Perfect Encouragement To Recycle? 12-YO Girl Gives Out Muffins For Plastic Waste
It was during a trip that Suhani, for the first time, saw the Bandhwari landfill and was shocked at its state. When Suhani read up on the various kinds of plastics she became alarmed at the statistics about the non-recyclable MLP.
A study conducted by Global Alliance for Incinerator Alternatives (GAIA) in May 2018 cited that Multilayered Plastic (MLP) accounted for 48 per cent of all plastic waste in India. GAIA based its statistics on data collected from 250 sites across 15 cities in India. Coming in with a novel campaign against the proliferation of MLP is a class 7 student — Suhani Ravi Tewari, who offers muffins to anyone who brings in five MLP wrappers.
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The student of Heritage Xperiential Learning School, Gurugram, has successfully launched a drive to collect and dispose of MLP. She is also creating awareness about the harms of this non-recyclable plastic across the country.
What is Multi-layered Plastic?
Multi-layered plastics are made up of one or more layers of plastics which enclose a thin layer of aluminium. MLP packaging includes a thin foil of aluminium laminated in a matrix of paper and/or plastic layers. Commonly used in packaging of chips, biscuits, toffee wrappers etc., MLP is non-recyclable.
The Beginning of the Campaign
“As part of our school curriculum, we go on learning expeditions which have social relevance and address real-life problems. For one such expedition —‘Geography that Shapes Us’, we were taken to the Aravallis hills to understand their impact on the geography of Gurugram,” says Suhani.
It was during this trip that Suhani, for the first time, saw the Bandhwari landfill and was shocked at its state. When the 12-year-old read up on the various kinds of plastics, she became alarmed at the statistics about the non-recyclable MLP.
“Seeing the landfill made me realise how desperately we needed to work on this issue. That’s how the idea for the campaign germinated. I was determined that MLP should be disposed of in a responsible manner and not end up in landfills.”
Support from Home and Friends
Suhani began by understanding the most environmentally-friendly way to dispose of MLPs. One of the most effective ways of getting rid of MLPs is to incinerate them in specialised kilns where they are burnt at a temperature that produces the least emissions.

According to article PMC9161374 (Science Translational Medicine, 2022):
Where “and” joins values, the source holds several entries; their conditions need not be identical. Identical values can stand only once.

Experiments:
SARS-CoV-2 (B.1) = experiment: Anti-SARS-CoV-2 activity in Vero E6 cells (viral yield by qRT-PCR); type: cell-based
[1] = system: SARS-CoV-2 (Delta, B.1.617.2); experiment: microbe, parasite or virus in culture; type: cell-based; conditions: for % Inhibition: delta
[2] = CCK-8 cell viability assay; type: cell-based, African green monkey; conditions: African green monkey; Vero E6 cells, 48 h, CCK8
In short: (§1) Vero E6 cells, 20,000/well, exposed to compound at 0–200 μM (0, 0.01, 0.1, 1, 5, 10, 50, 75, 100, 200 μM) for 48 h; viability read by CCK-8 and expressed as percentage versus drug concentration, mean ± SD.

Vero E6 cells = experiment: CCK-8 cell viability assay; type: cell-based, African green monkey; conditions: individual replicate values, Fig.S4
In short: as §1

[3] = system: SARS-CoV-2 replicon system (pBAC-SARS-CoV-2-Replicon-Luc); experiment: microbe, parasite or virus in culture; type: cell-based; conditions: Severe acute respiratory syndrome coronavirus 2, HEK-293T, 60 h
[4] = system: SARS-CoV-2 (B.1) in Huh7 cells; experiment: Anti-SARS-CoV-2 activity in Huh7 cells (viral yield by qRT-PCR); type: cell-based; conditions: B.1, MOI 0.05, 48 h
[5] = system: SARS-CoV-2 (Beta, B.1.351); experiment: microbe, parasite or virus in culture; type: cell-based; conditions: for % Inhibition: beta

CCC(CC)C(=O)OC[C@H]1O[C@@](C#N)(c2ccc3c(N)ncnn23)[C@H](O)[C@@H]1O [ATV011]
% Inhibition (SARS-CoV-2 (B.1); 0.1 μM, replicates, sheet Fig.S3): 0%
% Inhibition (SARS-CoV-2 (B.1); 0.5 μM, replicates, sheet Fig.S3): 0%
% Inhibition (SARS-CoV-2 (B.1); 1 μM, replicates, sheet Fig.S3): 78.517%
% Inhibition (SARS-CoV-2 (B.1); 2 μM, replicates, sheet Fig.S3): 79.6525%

Once she had her facts right, she launched her campaign to segregate and collect MLPs.
“In addition to the group collection drive at the school, I started segregating the waste at home. I even spoke to friends and my extended family about waste segregation. They began to help me by segregating and collecting MLP,” she informs.
Suhani also spoke to people in her society about reducing the use of MLP and its disposal. In the first week of her campaign, she managed to collect around 500 wrappers.
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Social Media Reach
“I also made posters and posted them on social media websites. That’s how I connected with people in other areas in Gurugram,” she informs.
Her parents and family lent her full support in her drive against pollution.
“We would go at all hours to pick up the collected waste from various localities. I even baked muffins as a gesture of appreciation and encouragement for the people who collected a substantial amount of MLP,” she adds.
Her social media reach helped her collect more than 2000 wrappers in the second week of her campaign launch.
“I stopped counting after that because it was endless. I am still continuing to collect the MLP from various places and giving it to my school, which is a collection point.”
All the waste that Suhani collected was deposited with ‘Safai Bank’ — an NGO that collects MLP waste and reuses it by sending it to the cement industry where they are burnt in their kilns for co-processing, and used for construction purposes.
Invitation to visit Shillong
“Looking at my work, a family friend invited me to participate in the ‘Operation Cleanup’ initiative of Shillong Times. I travelled to Shillong and spoke in eight schools about MLP and also spread awareness about it in an event hosting the Chief Minister of Meghalaya.”
When asked about what she learnt from her trip, she says, “My trip to Shillong taught me a lot. I saw how people worked together as a team and were tirelessly working to clean up their city.”
Suhani’s Plans for her Campaign
“I want to continue collecting and spreading awareness about the harms of MLP. My goal is to get as many people to collect MLP and divert them to the collection points instead of letting them reach the landfills. I have started from Gurugram and Delhi and hope to connect with more people in other places too. My mantra is “Reduce the MLP you consume and dispose of it responsibly.” says the green crusader.
(Edited by Saiqua Sultan)
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